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Interview with Marina Kemp author of ‘Nightingale’- Part 2

This is my first Author little Q+A and I am very excited and weirdly a tad nervous. First of all, I have to say a massive thank you to Marina Kemp for agreeing to take part in this. It’s been a fantastic experience for me and she’s been so kind. I really appreciate it.

I was lucky enough to get given a copy of ‘Nightingale’ when I attended the 4th Estate Live event in November (you can read all about that here). I got to listen to Marina talk about her debut novel, and it just made me want to read it even more.

‘Nightingale’ was my first 5⭐️ read of 2020, well I guess technically the new decade (you can check out that review here). I had a lot of questions to ask Marina, but I narrowed it down to 10 and the answers she’s given are brilliant. We talk about the novel, her next book and some advice for writers.

I hope you enjoy it.

1) Where did the inspiration come from for this book?

I wrote a short story when I was seventeen or eighteen, a relatively simple story about a young woman living with and nursing a cruel old man. I lost the story – it got stuck on a laptop that broke down and I never had fixed, and it may well have been very bad, anyway – but something about that premise, the central relationship between the young nurse and old man, never left me. When I was twenty-nine I tried to write the story again, but with over a decade of life in between it came out as something a) much longer and b) very different, with very different concerns and emphasises.

2) Why did you choose to set it in France? In this small town?

I wrote that original short story in France, in a small village much like Saint-Sulpice where my mother lives a large part of the year. When I came to rewrite the story, it never occurred to me to set it anywhere else. The remoteness of the setting but also its smallness turned out to be instrumental to many elements of the story: the isolation and the silence as well as the claustrophobia, gossip and watchfulness.

3) Did the characters story change as you wrote?

Absolutely. When I started writing, I didn’t know why Marguerite was running from – only that she was running. Similarly, Henri was in hiding from something in himself but at first I wasn’t sure exactly what that was. Their personal histories emerged with gathering clarity as the story progressed.

4) Henri’s character is so complex, can you tell me how you managed to get into that headspace as you wrote Henri’s character?

I love hearing you say that, because in many ways Henri was the character I felt closest to when I was writing the novel. His life is very different from my own, but I think his struggles are universal. He strives to live with nobility, and is crushed by shame in his own perceived failure to do so.

5) The relationship between Marguerite and Jereome was so sincere, can you talk about that? Was it always going to be Nurse and Patient?

Yes, it always was. There can be such gentleness, intimacy and tenderness in a relationship of care – but there can also be cruelty and discomfort in both directions because of the inherent imbalance of power. The balance is disorientating and painful for a once-powerful man like Jerome. I wanted their relationship to unfold in a way that was true to their characters; it became clear to me that very early on that it couldn’t be straightforwardly redemptive.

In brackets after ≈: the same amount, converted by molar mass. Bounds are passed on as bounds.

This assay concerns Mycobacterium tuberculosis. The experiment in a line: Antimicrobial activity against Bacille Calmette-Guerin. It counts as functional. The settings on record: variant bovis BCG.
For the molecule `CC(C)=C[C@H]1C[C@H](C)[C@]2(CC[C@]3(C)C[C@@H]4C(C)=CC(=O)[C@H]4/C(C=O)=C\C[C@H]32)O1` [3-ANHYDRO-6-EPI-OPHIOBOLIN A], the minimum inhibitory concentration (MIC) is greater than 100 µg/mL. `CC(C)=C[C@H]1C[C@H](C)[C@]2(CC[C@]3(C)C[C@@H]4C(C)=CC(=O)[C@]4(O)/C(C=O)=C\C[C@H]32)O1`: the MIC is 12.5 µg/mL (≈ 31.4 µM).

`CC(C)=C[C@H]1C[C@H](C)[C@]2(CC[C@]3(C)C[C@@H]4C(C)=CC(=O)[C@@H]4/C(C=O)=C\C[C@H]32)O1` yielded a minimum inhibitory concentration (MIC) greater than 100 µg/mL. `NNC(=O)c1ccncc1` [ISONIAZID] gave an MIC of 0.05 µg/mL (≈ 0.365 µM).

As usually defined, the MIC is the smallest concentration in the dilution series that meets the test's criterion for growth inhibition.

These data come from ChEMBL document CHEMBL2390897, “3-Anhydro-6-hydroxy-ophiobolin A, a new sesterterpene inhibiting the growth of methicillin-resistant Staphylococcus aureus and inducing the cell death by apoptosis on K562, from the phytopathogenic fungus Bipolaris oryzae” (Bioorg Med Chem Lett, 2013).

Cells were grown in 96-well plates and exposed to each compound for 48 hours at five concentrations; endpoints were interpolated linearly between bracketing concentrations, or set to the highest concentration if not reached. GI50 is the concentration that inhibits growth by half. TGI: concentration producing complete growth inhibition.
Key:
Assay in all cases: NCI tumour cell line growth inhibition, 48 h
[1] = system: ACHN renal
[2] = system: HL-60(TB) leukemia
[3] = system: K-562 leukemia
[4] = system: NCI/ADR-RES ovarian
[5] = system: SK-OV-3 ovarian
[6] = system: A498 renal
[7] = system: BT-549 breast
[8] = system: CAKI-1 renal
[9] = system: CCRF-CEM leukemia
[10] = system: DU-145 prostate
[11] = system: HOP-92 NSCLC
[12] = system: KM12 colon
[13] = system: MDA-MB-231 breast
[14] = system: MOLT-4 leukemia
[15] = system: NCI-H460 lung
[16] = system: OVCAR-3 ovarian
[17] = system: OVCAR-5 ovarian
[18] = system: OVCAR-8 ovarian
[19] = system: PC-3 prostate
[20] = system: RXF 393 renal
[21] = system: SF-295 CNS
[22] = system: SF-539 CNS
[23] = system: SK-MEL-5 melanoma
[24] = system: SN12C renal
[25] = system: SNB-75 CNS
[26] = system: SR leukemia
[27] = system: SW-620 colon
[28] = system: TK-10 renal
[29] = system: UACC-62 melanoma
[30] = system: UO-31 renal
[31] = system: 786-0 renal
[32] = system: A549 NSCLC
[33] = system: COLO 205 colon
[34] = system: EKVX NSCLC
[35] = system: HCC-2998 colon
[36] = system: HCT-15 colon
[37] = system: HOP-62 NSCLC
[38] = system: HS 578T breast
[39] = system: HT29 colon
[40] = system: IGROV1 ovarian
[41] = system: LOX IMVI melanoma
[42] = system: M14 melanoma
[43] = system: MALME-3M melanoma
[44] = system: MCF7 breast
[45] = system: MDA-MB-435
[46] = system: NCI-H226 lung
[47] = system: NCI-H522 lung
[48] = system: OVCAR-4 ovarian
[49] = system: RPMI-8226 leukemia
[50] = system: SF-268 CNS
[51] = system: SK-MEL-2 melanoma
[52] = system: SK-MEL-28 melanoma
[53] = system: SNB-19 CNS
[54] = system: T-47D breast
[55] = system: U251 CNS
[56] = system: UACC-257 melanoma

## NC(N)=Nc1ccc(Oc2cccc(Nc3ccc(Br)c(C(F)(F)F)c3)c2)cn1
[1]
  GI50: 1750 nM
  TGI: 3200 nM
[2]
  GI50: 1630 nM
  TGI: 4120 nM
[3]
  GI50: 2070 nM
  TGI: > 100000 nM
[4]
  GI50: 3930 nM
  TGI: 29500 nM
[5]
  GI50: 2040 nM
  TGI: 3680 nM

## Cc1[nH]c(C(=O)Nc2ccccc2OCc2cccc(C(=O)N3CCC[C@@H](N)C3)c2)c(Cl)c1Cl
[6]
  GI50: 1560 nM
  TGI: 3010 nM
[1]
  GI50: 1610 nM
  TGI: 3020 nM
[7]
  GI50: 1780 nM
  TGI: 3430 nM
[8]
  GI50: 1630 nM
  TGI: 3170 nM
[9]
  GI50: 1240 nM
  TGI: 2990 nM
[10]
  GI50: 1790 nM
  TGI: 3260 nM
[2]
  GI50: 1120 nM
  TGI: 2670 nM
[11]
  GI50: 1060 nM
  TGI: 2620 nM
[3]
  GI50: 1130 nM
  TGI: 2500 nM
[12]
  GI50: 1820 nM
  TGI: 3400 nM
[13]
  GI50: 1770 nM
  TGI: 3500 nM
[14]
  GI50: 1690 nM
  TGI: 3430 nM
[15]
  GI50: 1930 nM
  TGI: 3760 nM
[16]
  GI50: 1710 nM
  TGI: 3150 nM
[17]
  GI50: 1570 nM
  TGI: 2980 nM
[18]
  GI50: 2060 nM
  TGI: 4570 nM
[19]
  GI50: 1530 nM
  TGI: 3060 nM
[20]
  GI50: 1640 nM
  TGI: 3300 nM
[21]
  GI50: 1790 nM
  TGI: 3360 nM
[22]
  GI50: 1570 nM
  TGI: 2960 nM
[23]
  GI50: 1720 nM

6) Death is obviously a big theme throughout the novel, why is that? Was it a deliberate choice or as the characters developed did it happen?

Because of Jerome’s age and illness death, casts a shadow over the novel from the outset. But that’s true of all life – it always exists hand in hand with death, something that Marguerite learns at an early age. As the novel unfolded I was particularly interested in the choices we make around death – particularly because death itself is seldom a choice.

7) What was your writing process like? Especially for your debut?

I’m not much good at achieving balance in my writing, or trying to fit it round work and other priorities. I write best when I can take a whole week or month away from everything else and immerse myself in it completely. The most important thing for me when writing Nightingale was walking. I went on long, meandering walks and they ended up being a crucial time for everything to percolate.

8) Do you have any advice for other writers?

General writing advice is so hard because everyone’s writing practice is so different. But I think the main thing would be: find a central premise or relationship you find sufficiently compelling that it will sustain you, and go from there.

9) Any plans for book two?

Yes – I am writing a second novel at the moment. It’s been hard to find opportunities for total immersion, particularly now I’m a parent, but I’m getting there.

10) What’s your favourite book?

I studied Classics at University, and the work I always come back to when I want to feel totally literary awe is the Iliad. It’s the most powerful recollection I can think of on what it means to be human and mortal, but it’s also a brilliant piece of storytelling.

Marina Kemp was born in London, where she lives now with her husband and daughter. She studied Classics at Oxford University, and Creative Writing at Goldsmiths. Nightingale is her first novel.

So that’s it. That’s the Q+A. Again, a huge thank you to Marina for taking part, I really appreciate it. I only wish I’d been brave enough to ask her to sign my copy of ‘Nightingale’ at the event.

I hope you all enjoyed this and I hope I get to do it again. Thanks for reading.

Until the next review

JTH

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